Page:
This past Saturday, the Guardian news paper here in the UK ran an article about Photographic books. To summarise, they suggested that buying photography books from unknown photographic artists is a good way to invest for the future.
I would agree that certainly, limited edition copies of photographic books are very collectable. Whether they will help you in your retirement is another matter.
If you haven’t guessed yet, I’m a bit of a collector of photographic books. (I just bought Bill Schwab’s 2nd edition of Gathering calm to sit nicely against the first edition, and I also bought Rolfe Horn’s 28 Photographs). I find them immensely beautiful objects to own, and a very absorbing way to appreciate someones work. Just a few months ago I reviewed Michael Kenna’s Huangshan book, which I still think is one of the most beautifully printed books I’ve ever seen. Printed on high end Japanese uncoated art paper, the photographs take on a spirit and a feeling I could never get from browsing a web site.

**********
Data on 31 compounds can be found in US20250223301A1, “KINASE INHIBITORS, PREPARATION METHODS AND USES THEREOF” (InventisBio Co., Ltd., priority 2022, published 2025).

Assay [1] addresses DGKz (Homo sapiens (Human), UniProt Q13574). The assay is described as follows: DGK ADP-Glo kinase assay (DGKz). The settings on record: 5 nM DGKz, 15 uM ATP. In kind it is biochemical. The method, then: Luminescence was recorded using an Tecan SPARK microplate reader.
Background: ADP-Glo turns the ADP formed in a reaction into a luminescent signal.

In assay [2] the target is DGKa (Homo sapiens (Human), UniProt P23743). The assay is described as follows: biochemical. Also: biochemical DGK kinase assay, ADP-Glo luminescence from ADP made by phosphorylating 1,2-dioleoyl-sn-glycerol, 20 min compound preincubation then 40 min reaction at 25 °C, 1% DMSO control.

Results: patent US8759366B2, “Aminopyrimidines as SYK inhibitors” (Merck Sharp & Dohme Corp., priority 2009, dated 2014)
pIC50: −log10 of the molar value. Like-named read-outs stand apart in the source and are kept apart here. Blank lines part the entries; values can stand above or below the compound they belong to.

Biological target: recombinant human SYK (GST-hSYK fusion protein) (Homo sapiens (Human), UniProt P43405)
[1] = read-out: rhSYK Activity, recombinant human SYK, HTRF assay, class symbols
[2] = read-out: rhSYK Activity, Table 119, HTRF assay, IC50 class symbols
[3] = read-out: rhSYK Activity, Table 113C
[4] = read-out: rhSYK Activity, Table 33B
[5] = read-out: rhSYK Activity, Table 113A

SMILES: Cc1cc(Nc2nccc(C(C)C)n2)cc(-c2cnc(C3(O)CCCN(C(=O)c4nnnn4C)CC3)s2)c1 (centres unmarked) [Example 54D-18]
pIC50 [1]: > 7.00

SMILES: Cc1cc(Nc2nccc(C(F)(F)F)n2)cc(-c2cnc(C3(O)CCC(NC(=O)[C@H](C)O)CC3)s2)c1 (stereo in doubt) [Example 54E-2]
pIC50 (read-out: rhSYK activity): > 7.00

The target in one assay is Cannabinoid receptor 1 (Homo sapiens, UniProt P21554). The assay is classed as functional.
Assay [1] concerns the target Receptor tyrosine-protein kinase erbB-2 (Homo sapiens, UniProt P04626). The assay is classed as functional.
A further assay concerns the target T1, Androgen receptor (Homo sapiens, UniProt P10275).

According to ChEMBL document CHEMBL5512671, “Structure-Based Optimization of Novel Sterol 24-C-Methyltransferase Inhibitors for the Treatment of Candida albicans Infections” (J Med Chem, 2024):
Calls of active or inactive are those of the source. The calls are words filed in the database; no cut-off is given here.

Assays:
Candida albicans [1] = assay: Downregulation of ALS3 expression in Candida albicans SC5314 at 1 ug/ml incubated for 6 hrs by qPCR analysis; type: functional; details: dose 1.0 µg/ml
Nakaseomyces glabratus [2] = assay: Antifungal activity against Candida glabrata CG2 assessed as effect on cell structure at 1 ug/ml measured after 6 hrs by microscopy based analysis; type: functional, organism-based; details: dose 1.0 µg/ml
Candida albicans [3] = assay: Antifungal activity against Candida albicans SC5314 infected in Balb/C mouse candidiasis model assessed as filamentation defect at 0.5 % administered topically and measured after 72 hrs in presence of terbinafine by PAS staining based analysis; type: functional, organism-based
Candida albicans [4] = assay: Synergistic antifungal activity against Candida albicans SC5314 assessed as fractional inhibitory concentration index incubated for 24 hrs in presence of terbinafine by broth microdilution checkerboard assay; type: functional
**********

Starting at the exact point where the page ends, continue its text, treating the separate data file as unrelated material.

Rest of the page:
To digress a little, my own book is being printed by the very same printer, and they have let me know that there was a lot of time and effort that went into sourcing the paper and inks for Huangshan.
Anyway, I digress. Huangshan is almost sold out (it was limited to 1,000 copies) and prices on the web are rising steadily. It’s only been out for 4 to 6 months.
So I’m wondering – maybe there is something in the Guardian’s article. But ultimately, I would prefer to collect books because I love them, appreciate them, and enjoy getting lost in their contents for a few hours now and then. That to me, is priceless.
ps. If you’re interested in any of these books, you can get Gathering Calm from Beyond Words book shop, but I think that Rolfe’s book is now out of print. Best to ask Neil if you do enquire or go look on Abebooks (second hand site), but expect prices to be high for books on Abebooks due to the collect-ability of photographic books i’ve just been discussing.